We are delighted to announce the sale of Alexander Bogomazov’s dynamic 1916 “Self Portrait” to the Kröller-Müller Museum in the Netherlands
By 1916, Bogomazov had reached the apogee of his creative genius, and this “Self Portrait”, drawn whilst the artist was teaching in Gerusiya (present day Goris) in Armenia, is a vivid example of the powerful and vibrant style for which he has become famous. Permanently impecunious, Bogomazov had travelled to the Caucasus in the autumn of 1915 and was, for a time, separated from his spouse and muse, Wanda.
This shy, diffident man only revealed his full creative powers after his marriage to Wanda Monastyrska in August 1913 and his early self-portraits reflect this. It took marriage to Wanda to set free the creative in Bogomazov and, after a period apart, she joined him in Goris.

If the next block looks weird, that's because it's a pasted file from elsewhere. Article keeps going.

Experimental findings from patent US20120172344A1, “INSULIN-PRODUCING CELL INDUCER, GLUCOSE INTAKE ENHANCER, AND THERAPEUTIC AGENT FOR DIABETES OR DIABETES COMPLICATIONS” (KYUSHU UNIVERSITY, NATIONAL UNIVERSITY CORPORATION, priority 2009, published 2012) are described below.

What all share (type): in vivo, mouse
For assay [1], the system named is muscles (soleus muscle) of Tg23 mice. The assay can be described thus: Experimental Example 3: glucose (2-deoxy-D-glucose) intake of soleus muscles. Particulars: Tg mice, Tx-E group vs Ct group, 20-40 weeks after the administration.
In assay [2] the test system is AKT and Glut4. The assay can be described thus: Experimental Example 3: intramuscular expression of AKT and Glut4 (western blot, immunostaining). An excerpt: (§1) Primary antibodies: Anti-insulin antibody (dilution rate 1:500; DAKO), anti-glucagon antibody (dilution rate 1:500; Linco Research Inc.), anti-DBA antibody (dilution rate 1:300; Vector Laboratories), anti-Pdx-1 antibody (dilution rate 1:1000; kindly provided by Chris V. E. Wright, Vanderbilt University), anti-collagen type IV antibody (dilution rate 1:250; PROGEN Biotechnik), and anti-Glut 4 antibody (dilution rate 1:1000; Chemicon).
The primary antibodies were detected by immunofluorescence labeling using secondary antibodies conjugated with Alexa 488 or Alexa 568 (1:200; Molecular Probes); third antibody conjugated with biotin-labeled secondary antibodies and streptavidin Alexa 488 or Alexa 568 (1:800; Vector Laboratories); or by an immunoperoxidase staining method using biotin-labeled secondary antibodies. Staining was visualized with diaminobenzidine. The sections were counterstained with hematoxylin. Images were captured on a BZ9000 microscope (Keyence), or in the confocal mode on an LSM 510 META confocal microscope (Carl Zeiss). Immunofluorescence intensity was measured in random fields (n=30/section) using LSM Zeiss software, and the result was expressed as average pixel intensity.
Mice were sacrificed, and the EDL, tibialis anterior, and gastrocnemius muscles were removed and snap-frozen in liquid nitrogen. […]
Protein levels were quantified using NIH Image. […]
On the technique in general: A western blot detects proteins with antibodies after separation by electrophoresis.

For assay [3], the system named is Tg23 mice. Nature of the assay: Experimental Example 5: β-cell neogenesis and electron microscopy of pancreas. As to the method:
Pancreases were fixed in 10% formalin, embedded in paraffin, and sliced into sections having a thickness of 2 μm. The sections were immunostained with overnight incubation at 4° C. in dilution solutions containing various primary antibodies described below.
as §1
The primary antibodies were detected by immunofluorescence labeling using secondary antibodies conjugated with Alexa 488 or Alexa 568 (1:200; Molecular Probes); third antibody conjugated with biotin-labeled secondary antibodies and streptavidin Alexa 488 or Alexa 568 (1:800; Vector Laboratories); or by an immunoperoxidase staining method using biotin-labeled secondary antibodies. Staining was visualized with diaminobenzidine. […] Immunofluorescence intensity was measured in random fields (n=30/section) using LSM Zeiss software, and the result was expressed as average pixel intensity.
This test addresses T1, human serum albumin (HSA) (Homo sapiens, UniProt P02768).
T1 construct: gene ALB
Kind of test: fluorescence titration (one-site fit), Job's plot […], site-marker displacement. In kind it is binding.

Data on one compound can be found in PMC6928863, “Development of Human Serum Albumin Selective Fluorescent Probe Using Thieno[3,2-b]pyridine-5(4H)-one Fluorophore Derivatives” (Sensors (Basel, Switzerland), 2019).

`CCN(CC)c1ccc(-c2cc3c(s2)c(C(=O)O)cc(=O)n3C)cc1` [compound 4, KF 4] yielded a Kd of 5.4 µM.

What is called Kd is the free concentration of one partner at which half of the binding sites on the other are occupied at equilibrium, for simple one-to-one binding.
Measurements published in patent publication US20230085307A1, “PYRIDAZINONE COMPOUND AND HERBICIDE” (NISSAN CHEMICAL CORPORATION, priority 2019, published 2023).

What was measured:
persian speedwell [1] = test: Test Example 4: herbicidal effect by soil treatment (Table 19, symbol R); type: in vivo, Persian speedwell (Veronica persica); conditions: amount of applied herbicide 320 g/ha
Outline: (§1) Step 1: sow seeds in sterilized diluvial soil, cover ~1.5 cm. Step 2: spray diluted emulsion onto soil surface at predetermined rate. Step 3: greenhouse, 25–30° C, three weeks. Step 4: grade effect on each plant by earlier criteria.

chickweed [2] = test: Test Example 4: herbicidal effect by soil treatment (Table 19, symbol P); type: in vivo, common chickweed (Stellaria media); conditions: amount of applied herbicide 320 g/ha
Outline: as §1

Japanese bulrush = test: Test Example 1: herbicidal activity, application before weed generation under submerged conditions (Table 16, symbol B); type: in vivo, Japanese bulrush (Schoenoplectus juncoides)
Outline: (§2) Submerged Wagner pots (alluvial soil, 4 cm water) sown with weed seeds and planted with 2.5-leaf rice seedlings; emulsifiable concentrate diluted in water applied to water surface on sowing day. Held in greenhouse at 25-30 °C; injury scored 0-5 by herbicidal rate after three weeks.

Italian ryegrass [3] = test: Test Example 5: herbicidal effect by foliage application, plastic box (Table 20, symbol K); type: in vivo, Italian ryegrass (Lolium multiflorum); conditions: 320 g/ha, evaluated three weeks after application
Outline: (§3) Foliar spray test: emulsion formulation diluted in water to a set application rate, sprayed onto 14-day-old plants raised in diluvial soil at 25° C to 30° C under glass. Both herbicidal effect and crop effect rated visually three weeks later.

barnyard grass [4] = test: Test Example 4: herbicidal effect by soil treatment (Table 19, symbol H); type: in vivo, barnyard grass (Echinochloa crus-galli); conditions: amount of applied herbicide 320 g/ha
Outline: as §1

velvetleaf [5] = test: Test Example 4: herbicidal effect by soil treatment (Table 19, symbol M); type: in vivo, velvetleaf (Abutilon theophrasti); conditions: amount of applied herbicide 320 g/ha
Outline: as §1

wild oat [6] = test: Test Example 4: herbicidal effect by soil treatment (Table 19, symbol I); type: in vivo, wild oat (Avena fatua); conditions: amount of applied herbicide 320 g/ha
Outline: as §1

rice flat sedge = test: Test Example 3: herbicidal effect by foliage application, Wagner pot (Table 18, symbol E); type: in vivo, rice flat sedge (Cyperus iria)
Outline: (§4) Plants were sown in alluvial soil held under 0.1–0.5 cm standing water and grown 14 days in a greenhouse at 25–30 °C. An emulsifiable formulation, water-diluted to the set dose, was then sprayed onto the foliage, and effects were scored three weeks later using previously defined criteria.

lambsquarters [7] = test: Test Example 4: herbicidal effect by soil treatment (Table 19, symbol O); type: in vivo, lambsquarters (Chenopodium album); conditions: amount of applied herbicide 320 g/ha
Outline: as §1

It is unclear what is emerging from the artist’s mouth in the work. Is it the act of kissing his wife? This intimate gesture, taking place in a riot of dynamics and movement, could denote joy at meeting, or sorrow at parting, the inference is not made, but the semi-circular form that is attached to the artist seems similar to the headdress which Wanda wore regularly.
The artist may be embracing his wife, the palette he holds in his right hand is certainly thrust forward. Meanwhile, at the base of the painting, lower right, are the words, ‘Self-portrait’, clearly inscribed, one of the few times when Bogomazov permitted himself such an signature. This would appear to be a conscious statement, to leave the viewer in no doubt, that this confident, futurist piece is indeed the work of this particular artist.
“Self Portrait” joins six other works by Bogomazov in the magnificent Kröller-Müllermuseum, a centrepiece for the November 2021 joint exhibition of Bogomazov and his friend, Alexander Archipenko at the same location.